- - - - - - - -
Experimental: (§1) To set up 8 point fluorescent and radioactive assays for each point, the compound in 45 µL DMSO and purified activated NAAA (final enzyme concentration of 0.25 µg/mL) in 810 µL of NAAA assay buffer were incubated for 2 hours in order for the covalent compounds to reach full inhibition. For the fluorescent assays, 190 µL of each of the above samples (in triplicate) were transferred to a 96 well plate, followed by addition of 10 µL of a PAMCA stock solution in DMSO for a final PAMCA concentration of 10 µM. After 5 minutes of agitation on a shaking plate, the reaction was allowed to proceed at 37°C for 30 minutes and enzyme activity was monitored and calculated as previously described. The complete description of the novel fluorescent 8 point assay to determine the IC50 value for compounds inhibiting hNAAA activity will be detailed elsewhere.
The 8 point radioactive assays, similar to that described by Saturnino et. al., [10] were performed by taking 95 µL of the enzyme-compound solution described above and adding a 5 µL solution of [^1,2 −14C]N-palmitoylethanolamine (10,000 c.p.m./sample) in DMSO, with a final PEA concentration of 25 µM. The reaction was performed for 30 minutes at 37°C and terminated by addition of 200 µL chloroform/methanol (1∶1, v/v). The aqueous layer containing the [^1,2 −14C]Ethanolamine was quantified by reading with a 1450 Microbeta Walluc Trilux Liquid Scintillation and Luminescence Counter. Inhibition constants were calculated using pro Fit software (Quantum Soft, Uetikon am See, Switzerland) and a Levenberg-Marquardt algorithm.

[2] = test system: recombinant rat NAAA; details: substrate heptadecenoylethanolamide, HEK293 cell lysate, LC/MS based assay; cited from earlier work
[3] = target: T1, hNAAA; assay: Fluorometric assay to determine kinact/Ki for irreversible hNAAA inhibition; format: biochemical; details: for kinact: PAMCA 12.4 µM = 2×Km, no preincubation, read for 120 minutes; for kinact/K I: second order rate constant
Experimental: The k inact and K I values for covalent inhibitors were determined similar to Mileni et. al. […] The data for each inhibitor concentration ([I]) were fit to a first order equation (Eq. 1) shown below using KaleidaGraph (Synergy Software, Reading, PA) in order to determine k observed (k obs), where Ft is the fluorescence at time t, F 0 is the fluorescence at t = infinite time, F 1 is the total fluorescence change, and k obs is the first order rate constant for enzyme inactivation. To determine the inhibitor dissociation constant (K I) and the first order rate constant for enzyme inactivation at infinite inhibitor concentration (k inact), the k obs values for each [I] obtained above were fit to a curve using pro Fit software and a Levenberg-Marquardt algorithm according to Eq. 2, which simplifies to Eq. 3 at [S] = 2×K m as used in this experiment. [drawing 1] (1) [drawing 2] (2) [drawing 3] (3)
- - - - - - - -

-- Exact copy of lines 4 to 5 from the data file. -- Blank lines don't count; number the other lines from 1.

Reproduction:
[3] = target: T1, hNAAA; assay: Fluorometric assay to determine kinact/Ki for irreversible hNAAA inhibition; format: biochemical; details: for kinact: PAMCA 12.4 µM = 2×Km, no preincubation, read for 120 minutes; for kinact/K I: second order rate constant
Experimental: The k inact and K I values for covalent inhibitors were determined similar to Mileni et. al. […] The data for each inhibitor concentration ([I]) were fit to a first order equation (Eq. 1) shown below using KaleidaGraph (Synergy Software, Reading, PA) in order to determine k observed (k obs), where Ft is the fluorescence at time t, F 0 is the fluorescence at t = infinite time, F 1 is the total fluorescence change, and k obs is the first order rate constant for enzyme inactivation. To determine the inhibitor dissociation constant (K I) and the first order rate constant for enzyme inactivation at infinite inhibitor concentration (k inact), the k obs values for each [I] obtained above were fit to a curve using pro Fit software and a Levenberg-Marquardt algorithm according to Eq. 2, which simplifies to Eq. 3 at [S] = 2×K m as used in this experiment. [drawing 1] (1) [drawing 2] (2) [drawing 3] (3)